Spot These Public Art Pieces In New York Before They’re Gone
January 11, 2018 | BY Isabel Wong
There is certainly a lot to see in the Big Apple and when you pay attention to your surroundings, it's easy to see that the city is one massive art gallery in itself where public art pieces by world-renowned artists and independent painters can be found on every other corner.
Check out the list below for some must-see public art pieces in New York:
Ai Weiwei: Good Fences Make Good Neighbors
Ai Weiwei uses this multimedia, citywide exhibition to convey a passionate response to the global migration crisis and the profound social and political impulse to divide people from one another. The exhibition draws on many aspects of Ai’s career as a visual artist and architect, and is informed by both his own life experience and the plight of displaced people.
Until February 2018. To locate the art pieces, use the interactive map at publicartfund.org
Joy Brown: Joy Brown on Broadway
The Broadway Mall Association celebrated its 30th anniversary with the opening of Joy Brown on Broadway, a public sculpture exhibition of nine bronze works on the Broadway Malls. From taking selfies with them to sitting on them for an afternoon read, pedestrians are welcome to interact with all nine of the adorable large-scale sculptures.
Until February 2018. Broadway Malls, 72nd to 166th Streets.
Henry Taylor: the floaters
Bringing “a slice of laid-back West Coast living to the bustling streets of New York City”, Los Angeles-based artist Henry Taylor created this large-scale mural that is a self-portrait of himself lounging in a pool with a friend. The mural is painted on the side of a building overlooking the High Line at West 22nd Street.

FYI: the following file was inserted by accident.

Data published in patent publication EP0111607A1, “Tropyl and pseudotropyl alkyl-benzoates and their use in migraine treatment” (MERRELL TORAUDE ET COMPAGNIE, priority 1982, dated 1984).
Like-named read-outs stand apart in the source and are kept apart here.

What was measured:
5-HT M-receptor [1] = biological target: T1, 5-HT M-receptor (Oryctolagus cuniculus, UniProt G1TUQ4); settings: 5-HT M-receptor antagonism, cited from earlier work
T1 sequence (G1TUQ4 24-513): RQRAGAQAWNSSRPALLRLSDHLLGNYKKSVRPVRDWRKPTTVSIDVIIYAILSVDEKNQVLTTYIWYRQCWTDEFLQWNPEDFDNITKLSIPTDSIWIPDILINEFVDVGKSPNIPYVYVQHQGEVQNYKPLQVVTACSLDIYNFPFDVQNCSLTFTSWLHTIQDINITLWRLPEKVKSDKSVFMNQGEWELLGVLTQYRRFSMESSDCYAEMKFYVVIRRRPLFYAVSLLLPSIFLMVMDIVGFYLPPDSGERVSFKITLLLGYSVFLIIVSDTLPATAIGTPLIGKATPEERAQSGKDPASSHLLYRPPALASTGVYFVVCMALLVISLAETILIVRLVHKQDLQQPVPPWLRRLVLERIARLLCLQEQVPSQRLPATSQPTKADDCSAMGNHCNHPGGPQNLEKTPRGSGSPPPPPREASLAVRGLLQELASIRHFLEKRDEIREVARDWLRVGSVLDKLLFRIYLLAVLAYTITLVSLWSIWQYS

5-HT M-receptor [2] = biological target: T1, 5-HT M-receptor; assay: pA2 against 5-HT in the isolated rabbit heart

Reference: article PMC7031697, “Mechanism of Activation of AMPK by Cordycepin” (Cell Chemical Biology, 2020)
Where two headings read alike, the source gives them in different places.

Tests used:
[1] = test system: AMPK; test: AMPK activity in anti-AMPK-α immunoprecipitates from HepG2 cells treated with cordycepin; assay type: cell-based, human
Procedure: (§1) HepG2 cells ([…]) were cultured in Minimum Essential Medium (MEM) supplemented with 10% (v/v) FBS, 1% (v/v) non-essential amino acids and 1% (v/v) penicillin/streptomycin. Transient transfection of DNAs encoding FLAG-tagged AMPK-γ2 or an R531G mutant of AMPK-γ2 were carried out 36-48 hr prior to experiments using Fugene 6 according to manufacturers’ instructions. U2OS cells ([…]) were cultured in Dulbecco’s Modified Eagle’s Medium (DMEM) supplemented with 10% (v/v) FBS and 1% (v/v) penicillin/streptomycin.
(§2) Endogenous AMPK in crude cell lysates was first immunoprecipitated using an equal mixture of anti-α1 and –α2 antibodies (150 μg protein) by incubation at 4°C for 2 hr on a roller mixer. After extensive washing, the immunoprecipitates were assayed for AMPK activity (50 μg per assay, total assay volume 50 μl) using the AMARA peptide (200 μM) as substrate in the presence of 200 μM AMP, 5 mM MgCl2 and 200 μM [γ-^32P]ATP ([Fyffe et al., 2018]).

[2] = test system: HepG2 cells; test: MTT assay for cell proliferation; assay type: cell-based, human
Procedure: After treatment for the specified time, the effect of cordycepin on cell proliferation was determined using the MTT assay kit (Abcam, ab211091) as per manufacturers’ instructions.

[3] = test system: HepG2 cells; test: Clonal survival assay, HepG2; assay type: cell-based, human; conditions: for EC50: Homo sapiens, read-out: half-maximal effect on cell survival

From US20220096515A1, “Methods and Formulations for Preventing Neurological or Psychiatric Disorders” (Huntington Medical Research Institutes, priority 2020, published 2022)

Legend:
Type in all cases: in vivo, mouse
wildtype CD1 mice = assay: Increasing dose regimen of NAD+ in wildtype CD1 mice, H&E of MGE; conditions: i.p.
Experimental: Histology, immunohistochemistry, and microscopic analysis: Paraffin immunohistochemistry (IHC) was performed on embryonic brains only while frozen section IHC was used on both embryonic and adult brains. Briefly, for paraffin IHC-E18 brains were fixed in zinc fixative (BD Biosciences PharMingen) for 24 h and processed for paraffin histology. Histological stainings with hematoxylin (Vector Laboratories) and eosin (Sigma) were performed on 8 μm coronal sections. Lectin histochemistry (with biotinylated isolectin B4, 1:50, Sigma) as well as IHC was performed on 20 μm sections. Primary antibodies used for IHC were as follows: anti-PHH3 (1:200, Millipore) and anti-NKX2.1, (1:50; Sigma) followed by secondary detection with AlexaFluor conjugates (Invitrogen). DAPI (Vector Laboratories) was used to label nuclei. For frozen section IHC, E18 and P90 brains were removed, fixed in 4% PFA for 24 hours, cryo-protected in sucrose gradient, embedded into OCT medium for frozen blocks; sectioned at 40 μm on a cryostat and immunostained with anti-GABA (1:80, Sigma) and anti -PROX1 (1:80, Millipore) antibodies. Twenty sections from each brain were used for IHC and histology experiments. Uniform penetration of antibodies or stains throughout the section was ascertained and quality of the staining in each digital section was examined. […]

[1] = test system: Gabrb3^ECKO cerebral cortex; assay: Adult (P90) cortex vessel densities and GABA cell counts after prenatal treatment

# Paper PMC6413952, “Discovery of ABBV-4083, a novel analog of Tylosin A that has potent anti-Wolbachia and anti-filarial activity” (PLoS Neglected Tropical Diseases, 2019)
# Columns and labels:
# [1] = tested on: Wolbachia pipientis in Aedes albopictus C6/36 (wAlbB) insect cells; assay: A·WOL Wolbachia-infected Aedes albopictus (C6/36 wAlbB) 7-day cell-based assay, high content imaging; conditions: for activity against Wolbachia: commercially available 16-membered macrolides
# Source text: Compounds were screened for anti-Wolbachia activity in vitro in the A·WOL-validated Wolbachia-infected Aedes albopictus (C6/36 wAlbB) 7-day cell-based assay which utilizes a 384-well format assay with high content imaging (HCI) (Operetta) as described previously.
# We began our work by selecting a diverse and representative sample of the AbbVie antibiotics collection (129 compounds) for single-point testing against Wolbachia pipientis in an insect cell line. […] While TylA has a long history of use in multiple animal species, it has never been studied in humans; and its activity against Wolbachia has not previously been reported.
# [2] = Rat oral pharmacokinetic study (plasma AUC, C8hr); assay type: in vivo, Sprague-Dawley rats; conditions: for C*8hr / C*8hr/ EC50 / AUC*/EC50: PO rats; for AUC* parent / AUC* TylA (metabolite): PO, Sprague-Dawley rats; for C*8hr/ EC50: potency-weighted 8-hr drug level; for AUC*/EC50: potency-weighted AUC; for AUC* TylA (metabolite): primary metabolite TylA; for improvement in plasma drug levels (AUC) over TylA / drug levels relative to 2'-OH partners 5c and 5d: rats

Until March 2018, The High Line, New York
Spencer Finch: Lost Man Creek
Having worked with the Save the Redwoods League to identify a 790-acre section of the protected Redwood National Park, Brooklyn-based artist Spencer Finch scaled down the topography and tree canopy heights to create this miniature of the California forest for MetroTech at a 1:100 scale.
Until March 11, MetroTech Commons, between Jay Street and Flatbush Avenue at Myrtle Avenue, Brooklyn
Yayoi Kusama: Large Pumpkin
If you still can't get hold of a ticket to Yayoi Kusama's museum in Tokyo, head to Sky, a 71-storey luxury residential building in New York City's Midtown West neighbourhood. The building's infinity-loop motor court features one of Kusama's carved bronze pumpkins with the artist's iconic polka-dot motif.
Two of Yayoi's Infinity Net paintings also hang in the building's David Rockwell-designed lobby, while a fibreglass pumpkin sits in the spa entrance.
Sky, 605 W 42nd St, New York
Originally published by Hong Kong Tatler
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